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Children facing emotional difficulties turn to pets
beagle and child
"These children not only turn to their pets for support when faced with adversity, they do so even more than they turn to their siblings."
Study suggests children are more likely to confide in pets than siblings

Research suggests children coping with emotional difficulties are more likely to confide in their pets than their siblings, the BBC reports.

Matt Cassels, a postgraduate psychiatry researcher, based his work on a 10-year study of 100 UK families, carried out by Cambridge University's Centre for Family Research.

He found that children dealing with issues such as bereavement, illness, parental divorce and instability placed particular importance on their pets.

Speaking to BBC News, Mr Cassels explained: "The data on pet relationships stood out, as it had never occurred to me to consider looking at pet relationships, although I had studied children's other relationships…

"These children not only turn to their pets for support when faced with adversity, they do so even more than they turn to their siblings.

"This is even though they know their pets don't actually understand what they are saying."

Mr Cassels believes the importance of child-pet relationships is currently underestimated and further evaluation is needed to determine how important pets are to us.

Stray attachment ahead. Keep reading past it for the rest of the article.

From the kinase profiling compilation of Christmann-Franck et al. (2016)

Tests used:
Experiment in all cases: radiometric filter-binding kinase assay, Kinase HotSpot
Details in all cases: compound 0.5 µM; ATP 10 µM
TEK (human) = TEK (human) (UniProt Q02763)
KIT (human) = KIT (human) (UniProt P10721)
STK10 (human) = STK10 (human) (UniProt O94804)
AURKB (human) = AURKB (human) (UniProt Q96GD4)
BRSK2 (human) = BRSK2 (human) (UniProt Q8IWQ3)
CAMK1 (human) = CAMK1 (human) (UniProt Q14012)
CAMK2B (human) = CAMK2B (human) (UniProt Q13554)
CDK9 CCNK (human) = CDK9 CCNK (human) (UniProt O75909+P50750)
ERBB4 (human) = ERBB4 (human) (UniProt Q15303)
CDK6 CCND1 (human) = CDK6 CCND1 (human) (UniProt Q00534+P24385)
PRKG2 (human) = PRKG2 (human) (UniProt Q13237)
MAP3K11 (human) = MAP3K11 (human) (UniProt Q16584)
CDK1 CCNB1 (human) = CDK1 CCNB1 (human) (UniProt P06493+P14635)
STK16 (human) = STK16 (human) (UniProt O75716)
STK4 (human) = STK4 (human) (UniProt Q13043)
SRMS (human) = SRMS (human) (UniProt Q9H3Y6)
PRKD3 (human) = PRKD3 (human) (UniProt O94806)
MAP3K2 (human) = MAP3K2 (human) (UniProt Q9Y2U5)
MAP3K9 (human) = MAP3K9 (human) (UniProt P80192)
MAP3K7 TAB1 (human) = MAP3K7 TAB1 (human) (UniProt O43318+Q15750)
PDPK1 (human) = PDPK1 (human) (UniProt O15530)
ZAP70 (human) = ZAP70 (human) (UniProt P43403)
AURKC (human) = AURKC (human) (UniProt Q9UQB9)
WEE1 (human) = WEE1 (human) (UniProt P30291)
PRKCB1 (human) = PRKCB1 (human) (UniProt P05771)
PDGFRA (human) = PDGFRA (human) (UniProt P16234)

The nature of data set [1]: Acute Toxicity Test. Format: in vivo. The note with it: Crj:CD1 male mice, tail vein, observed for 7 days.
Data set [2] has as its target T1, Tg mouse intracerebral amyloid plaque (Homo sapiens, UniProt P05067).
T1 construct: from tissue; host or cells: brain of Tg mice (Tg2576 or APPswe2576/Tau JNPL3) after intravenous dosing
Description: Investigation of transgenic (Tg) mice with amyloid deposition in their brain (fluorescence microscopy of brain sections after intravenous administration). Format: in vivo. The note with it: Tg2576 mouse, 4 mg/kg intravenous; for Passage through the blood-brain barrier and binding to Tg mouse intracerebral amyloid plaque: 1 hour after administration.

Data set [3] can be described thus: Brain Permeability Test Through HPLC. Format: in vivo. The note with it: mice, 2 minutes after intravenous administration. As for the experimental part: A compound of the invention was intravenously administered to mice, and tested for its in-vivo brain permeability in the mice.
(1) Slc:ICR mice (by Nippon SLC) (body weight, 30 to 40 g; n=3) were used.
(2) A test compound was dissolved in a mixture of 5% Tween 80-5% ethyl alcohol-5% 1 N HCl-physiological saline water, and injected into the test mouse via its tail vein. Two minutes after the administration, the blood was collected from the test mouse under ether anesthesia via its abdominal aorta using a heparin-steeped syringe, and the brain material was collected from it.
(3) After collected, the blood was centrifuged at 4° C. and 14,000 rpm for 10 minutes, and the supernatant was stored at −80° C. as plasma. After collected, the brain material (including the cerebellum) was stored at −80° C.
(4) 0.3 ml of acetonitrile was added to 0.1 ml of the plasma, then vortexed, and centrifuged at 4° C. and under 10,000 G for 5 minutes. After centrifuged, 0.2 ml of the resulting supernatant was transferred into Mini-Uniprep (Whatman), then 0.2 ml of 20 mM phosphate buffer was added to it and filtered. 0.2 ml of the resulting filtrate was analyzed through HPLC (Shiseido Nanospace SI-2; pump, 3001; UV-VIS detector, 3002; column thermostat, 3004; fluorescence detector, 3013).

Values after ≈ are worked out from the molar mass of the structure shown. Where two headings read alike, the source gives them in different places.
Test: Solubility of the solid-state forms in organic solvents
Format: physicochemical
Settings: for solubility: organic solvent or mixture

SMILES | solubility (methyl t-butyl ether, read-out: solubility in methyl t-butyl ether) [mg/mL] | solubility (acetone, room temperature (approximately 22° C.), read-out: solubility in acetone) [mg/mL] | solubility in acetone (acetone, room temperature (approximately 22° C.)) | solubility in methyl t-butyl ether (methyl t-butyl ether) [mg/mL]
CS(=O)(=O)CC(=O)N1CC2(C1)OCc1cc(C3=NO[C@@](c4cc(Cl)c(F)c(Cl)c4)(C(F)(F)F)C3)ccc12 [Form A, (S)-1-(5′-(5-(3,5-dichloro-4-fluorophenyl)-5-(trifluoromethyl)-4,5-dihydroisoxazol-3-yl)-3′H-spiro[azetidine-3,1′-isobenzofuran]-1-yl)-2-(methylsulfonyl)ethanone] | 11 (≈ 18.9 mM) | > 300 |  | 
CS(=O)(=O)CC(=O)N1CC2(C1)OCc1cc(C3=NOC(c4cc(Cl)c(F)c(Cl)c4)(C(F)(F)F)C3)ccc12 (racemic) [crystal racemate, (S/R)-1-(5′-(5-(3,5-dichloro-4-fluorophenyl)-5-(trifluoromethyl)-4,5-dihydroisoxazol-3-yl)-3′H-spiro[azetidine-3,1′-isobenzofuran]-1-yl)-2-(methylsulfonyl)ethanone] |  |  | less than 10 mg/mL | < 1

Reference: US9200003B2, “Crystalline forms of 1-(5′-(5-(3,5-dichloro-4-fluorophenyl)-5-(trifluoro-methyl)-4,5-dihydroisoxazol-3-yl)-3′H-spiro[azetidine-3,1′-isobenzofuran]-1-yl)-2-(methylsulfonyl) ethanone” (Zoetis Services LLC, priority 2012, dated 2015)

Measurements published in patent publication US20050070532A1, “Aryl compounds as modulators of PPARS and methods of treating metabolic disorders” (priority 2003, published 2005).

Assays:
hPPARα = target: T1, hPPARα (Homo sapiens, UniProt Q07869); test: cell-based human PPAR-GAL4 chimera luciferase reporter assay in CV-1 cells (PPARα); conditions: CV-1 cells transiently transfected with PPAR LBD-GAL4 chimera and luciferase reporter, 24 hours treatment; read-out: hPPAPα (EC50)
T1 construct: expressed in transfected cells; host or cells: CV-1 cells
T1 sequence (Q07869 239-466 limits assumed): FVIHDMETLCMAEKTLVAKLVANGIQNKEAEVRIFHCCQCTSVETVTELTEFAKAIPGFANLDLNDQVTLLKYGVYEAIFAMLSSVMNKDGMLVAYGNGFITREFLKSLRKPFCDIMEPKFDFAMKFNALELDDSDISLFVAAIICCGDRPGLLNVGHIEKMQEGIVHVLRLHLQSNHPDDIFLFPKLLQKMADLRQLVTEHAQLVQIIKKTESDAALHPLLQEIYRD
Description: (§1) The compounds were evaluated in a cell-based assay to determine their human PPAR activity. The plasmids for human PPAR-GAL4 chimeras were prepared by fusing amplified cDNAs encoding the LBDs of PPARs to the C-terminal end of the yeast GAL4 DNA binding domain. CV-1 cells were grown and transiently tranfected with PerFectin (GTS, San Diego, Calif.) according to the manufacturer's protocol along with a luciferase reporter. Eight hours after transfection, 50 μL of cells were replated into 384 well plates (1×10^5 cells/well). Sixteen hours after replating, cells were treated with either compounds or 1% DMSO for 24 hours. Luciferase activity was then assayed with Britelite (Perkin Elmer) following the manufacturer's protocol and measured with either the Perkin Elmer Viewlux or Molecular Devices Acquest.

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Webinar to focus on equine worm control

News Story 1
 Vets, veterinary nurses and RAMAs are being invited to join a free CPD webinar on late winter and early spring equine worm control.

Hosted by Zoetis vet Dr Wendy Talbot, the webinar aims to help prescribers understand which parasites are of most concern at this time of year. It will also cover how to assess parasite risk, selecting a suitable wormer and spring wormer plans, concluding with a Q&A session.

The webinar takes place on Thursday, 18 March at 10 am and will be repeated at 7 pm for those unable to listen during the day. To book the 10 am webinar, click here, and to register for the 7 pm webinar, click here

Click here for more...
News Shorts
Avian influenza confirmed in Lancashire

A case of highly pathogenic (HPAI H5N8) avian influenza has been confirmed in two captive peregrine falcons on a non-commercial, non-poultry premises near Skelmersdale, West Lancashire.

Following a risk assessment, APHA has declared that no disease control zones have been put in place surrounding this non-commercial, non-poultry premises.

Eighteen cases of HPAI H5N8 have now been identified in poultry and other captive birds in England. A housing order for poultry and captive birds introduced by Defra to control the spread of the disease expired on 31 March, although bird keepers in England are still required by law to comply with biosecurity measures.

For more information, please click here.